The Pixel line moved away from the mundane design of the Pixel 5 with the most recent Pixel 6 and 6 Pro. Google also left those that prefer a smaller device out in the cold as both flagships are on the large side. The company has restored that option with the new addition to the budget Pixel 6a.
We’ve been testing this model thanks to AT&T and will share our full experience in this review.
The design of the Pixel 6a brings the a-series in line with the rest of the 6th generation of Pixels. You get the glossy finish and new camera hump shade that you will find on its premium siblings. The device’s left side is void of buttons and houses just the SIM tray.
The right side houses the power button and volume rockers. The bottom of the Pixel 6a provides a USB-C charging port and two speaker grills. The other speaker is found just above the screen. The bottom encases the speaker grills and USB-C port.
The screen is a 6.1-inch OLED with a 1080 x 2400 resolution. The size makes it the smallest in the latest gen Pixels. It’s the perfect mix of media consumption and portability in my opinion.
The display has great viewing angles and is bright enough for any task. Could it have a higher refresh rate versus the default 60MHz? Maybe, but in this market category, it’s not a deal-breaker. Overall, I have no issues with the Pixel 6a screen tech that Google has chosen.
Internally, we see some familiar components. This is the first Google a-series to include the Google Tensor M2 chip which adds both performance and security features over the previous generations. Pair that with 6GB of RAM and 128GB of storage you have a great powerhouse at the price.
The Google Pixel 6a includes the latest Pixel launcher and Android experience. The phone arrived from AT&T with Android 12 but has since been updated to Android 13. This is more of a maintenance update but the overall experience Google presents with very little change to stock Android is still my preferred variant of the mobile operating system.
The Pixel software is fast, clean, and efficient. Menus are easily accessible without layered options in Settings. The launcher is quick and offers great Search features to still showcase that’s Google’s jam. The new widgets from Google are quirky and fun.
Pixels have always been my favorite, but I’d argue they’ve evolved into the best user experience for Android when Google isn’t botching updates. This is worth a mention while on the subject. Google is still somehow struggling with OTA and quality control of updates. The initial Android 13 rollout saw Android 12 being pushed back to Pixels for some reason.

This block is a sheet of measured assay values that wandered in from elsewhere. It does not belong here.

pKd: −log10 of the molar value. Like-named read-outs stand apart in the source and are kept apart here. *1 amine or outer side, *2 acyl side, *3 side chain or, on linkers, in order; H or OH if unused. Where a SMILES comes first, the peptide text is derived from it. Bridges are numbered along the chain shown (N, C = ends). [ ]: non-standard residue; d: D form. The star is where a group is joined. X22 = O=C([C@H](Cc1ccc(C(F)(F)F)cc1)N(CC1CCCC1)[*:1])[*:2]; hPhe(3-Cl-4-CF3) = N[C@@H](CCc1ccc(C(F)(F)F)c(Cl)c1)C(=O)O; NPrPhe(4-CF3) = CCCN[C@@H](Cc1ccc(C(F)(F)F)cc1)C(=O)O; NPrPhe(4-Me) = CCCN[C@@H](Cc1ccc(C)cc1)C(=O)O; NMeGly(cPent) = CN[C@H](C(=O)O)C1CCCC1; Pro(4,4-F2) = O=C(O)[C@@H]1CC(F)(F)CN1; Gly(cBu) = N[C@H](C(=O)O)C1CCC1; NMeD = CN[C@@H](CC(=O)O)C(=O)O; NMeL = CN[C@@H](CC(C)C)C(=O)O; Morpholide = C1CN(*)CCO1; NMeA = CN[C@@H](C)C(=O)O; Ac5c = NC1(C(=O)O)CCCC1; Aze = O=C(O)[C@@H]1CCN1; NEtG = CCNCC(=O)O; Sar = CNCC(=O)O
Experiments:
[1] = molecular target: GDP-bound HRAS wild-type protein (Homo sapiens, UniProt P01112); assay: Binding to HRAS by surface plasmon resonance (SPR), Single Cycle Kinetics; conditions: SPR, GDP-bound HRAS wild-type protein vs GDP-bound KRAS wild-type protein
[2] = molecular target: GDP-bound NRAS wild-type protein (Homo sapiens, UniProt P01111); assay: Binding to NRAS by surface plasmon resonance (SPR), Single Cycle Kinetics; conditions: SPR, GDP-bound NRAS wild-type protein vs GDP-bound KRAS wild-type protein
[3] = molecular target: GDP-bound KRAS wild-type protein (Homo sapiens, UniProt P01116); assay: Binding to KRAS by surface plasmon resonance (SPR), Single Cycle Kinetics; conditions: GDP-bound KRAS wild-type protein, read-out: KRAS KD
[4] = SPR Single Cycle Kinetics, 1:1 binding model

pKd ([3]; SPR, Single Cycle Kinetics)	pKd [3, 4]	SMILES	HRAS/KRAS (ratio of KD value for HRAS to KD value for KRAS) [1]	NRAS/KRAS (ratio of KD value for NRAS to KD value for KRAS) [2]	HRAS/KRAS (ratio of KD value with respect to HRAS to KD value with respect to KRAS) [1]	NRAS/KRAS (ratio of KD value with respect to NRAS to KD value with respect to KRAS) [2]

The rear main shooter is the same 12MP sensor we’ve seen for years on the Pixel line. It’s tried and true, and while dated, Google has tuned the processing for this camera for over five years. This makes it still one of the best performers in the space and the king of this more budget sub-$500 segment.
Joining the main camera is another 12MP ultrawide lens adding options for larger shots. This Pixel 6a sensor also performed very well. I was able to zoom out and get a much better range of photos when needed on larger subjects.
Rounding out the camera lineup is the front-facing 8MP camera. This is more than acceptable for selfies and the occasional video call. Personally, I think it’s one of the better front cameras from any phone maker.
Overall, the camera performance is great. The 12MP main shooter is still one of the easiest point-and-shoot options available. I even think the video processing is better on this model than on the previous 5a-series. My guess is Google is leveraging the Tensor coprocessor to help manage to smooth the frames.
Endurance is excellent on the Pixel 6a. With the smaller screen not chugging thru wattage as much as its massive cousins, the 4410mAh battery had no problems. I consistently get thru my day without having to reach for a charger.
Mixed-use has seen up to 18 hours of use with me while I probably averaged 12-15 of normal use with percentages to spare before going to bed. I would project that most users will have no issue with the capacity of the Pixel 6a.
One knock on the battery pack is that while USB-C charging is there with fast charging up to 18Watts, wireless charging is not. Google pits the Pixel 6a in direct competition with Apple’s iPhone SE series and those models have had wireless charging for years. It’s time for Google to put its big boy pants on and make this standard across all its models. Even the Pixel 6a.
Google has created an amazing value with the Pixel 6a. If you have less than $500, and don’t want a giant screen, this is the phone you’ve been looking for. The smooth experience, software updates for up to 5 years, and the price make this the king of the budget market.
You can currently snag the Pixel 6a in two colors from AT&T for only $2 per month and AT&T Enterprise customers for just 99 cents! The phone comes in Charcoal or Sage with single 6GB and 128GB combinations for RAM and storage. If you’re not a fan of payment plans, the Pixel 6a is just $470 from AT&T. Either way, this is an amazing device for that investment.
16 MHz is an awfully fast refresh rate. Definitely ahead of the pack with that one
I would not consider the 6a a “small” phone. the iPhone minis are small in today’s market. I actually trashed my iphone mini for the Pixel 6a as an affordable way to get back onto Android… after a refurbished s10e let me down, like Samsung phones always had. 🙃
Comments are closed.